A single Fortigate device can manage applications that precisely.  in addition to that, the standard Fortigate system using its UTM (Unified Threat Management) system comes with next-generation firewall capabilities, VPN Connection, web filtering, intrusion detection, malware protection, and a level of anti-SPAM.  It can also come with a high-end wireless system that is independent of the main network. 

Since all these functions are now combined in one connection device, you need to ensure that that your business will not suffer.  Fortigate supplies a four-hour replacement warranty, but in addition to that we also keep spares ready to go into a site at a moments notice.

Using Forticlient (a free AV product for PC, MAC, IPhone and Android) you can protect all of your devices, but when it’s combined with a Fortigate appliance you can use it to manage, monitor, and enforce your business policies on all connection devices in the system. 

You don’t have to believe Fortinet’s own hype; all of their systems hold their own when independently tested against others in their class.  In a number of cases—Forticlient AV, for instance—the product has proven better than most of the independent AV providers.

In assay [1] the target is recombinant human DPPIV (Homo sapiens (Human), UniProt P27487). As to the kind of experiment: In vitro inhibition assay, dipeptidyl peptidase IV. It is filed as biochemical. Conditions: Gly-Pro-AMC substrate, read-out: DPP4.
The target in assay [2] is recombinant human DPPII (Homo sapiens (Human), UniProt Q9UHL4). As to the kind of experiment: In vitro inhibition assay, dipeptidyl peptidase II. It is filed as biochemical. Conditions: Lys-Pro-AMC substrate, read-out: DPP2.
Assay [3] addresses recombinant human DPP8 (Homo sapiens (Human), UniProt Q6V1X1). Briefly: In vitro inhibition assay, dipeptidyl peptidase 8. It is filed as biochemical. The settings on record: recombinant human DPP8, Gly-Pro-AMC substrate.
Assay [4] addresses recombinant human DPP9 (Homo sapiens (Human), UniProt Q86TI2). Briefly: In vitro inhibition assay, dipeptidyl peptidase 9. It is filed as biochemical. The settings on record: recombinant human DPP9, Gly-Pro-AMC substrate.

So the reason we use Fortinet products is threefold:

·         They have the best integrated product

·         Their support is top-quality

·         They have the best return on investment (ROI) of all other security vendors

I know—it’s easy for me to say.  But if you’re serious about security, you might want to consider Fortinet.

Communication is the key to Cyber Security

Communication inside a business is not a 140 character tweet, or a comment on Facebook.  Communication is what you do within your business to make it work better.

One thing I have noticed in my role to educate the public in business security and the framework needed to be secure, is the fact that ICT and business do not talk.   Not at the level that is needed to create a secure business.

Sounds like a broad statement but in most cases it is very true.   The more I look after my clients, as well as doing contract work with larger departments and organisations, the more this reality is noticeable.   There is a fine line between over commitment and generating a constant barrage of information and no information at all.   Most businesses are at the no information at all stage.

I have some thoughts on what both an IT manager, CIO, CEO and a managed services provider can do.